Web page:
By now it was 3PM so we thought we had better get moving to Sedona, 30 miles away. It was a very pleasant drive as the mountains rose to jagged red peaks all around us. They call it Red Rock Country and there was certainly no question where that handle came from.We stopped at the tourist information store and Karen went in to find out where the motel was. She reported that the proprietor was quite rude because she would not buy anything from jeep tours to time share presentations. At one point he commented to her that it seemed she didn’t travel much. If you only knew fella – I guarantee it is considerably more than you. As usual, the motel was within sight just ahead of us.
The Sugar Loaf Lodge was perfect for us. Now Lodge is a bit of a stretch, it was a motel, a small one at that but it was a reasonably priced gem in a very expensive town. It was not that pretty but very comfortable and extremely clean; a sixties style, all on one level and that is an absolute joy in this day and age. Who needs the aggravation of hauling bags up stairs and elevators? This also guarantees that no one will be above you – a real pet peeve with me. Don’t get me started…
We were travelling with friends so went out for dinner. Perhaps the place was new or perhaps the people were being trained but it seemed to me that customer service was a process not yet addressed and was a ways away from their mainstream. They actually had a “please eat quickly and get out of here because I have a long line of people to ignore” attitude.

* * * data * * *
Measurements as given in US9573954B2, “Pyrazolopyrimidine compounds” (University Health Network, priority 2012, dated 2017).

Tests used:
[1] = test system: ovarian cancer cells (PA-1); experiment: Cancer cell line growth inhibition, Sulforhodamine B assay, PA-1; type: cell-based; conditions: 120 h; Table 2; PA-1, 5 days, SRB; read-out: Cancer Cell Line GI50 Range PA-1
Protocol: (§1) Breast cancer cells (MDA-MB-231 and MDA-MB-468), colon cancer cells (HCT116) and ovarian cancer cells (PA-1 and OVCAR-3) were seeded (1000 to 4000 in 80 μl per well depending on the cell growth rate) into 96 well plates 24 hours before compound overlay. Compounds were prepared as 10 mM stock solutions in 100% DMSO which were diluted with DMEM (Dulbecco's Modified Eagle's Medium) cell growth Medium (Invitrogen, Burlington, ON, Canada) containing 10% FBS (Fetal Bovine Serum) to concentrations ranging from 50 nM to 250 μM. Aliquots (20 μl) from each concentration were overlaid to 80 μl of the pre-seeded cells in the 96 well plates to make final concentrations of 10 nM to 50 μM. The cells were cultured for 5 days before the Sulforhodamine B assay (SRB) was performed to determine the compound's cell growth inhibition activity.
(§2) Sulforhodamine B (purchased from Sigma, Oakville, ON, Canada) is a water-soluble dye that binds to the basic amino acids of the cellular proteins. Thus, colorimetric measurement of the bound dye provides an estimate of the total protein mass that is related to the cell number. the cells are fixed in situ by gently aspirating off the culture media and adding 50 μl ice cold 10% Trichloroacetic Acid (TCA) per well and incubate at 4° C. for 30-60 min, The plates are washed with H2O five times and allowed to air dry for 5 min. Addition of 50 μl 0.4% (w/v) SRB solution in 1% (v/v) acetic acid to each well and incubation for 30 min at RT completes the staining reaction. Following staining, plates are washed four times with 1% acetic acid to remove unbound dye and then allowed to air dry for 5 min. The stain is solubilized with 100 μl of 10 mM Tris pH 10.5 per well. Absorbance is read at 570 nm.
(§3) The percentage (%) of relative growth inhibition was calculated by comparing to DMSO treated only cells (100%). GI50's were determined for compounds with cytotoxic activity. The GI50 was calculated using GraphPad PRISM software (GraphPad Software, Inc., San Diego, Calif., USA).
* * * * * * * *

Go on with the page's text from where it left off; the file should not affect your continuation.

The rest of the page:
When we got to our table Karen asked what movie the photo on the wall was from. The lady replied, “Oh that’s from ‘Elvis Out West’.” Interesting movie title. I have been an Elvis fan for more years than the man was alive and I knew there was no such movie. It was quite obviously from the set of “Stay Away Joe.” The waitress pretty much threw the menus at the girls. We were not impressed.
As we ordered Karen dropped her fork and a busboy pounced on it and said he’d get her a new one. I guess he was either kidding or never had any intention of getting one because five minutes went by and there was still no sign of the busboy or the fork. The food was decent and the price was okay but it was obvious that the drawing card here was the amazing view because it sure as hell wasn’t great, good or even acceptable service.
The city of Sedona was incorporated in 1987. What once was considered “in the middle of nowhere” became a thriving community of more than 11,000 who had the luxury of a treasured, awe-inspiring landscape as their backyard. The airport mesa is a wonderful spot to get a bird’s eye view of Sedona nestled amongst the crimson rock formations.
The Chapel of the Holy Cross is a Roman Catholic chapel built into the high, red mesa of Sedona. Built on a twin-pinnacled spur nearly 250 feet high, it juts out of a 1,000 foot red rock wall and is a bit of a construction miracle in itself. Completed in April 1956, all attention is focused on a great window and cross behind the altar. It is also the site of one of the so called Sedona vortices.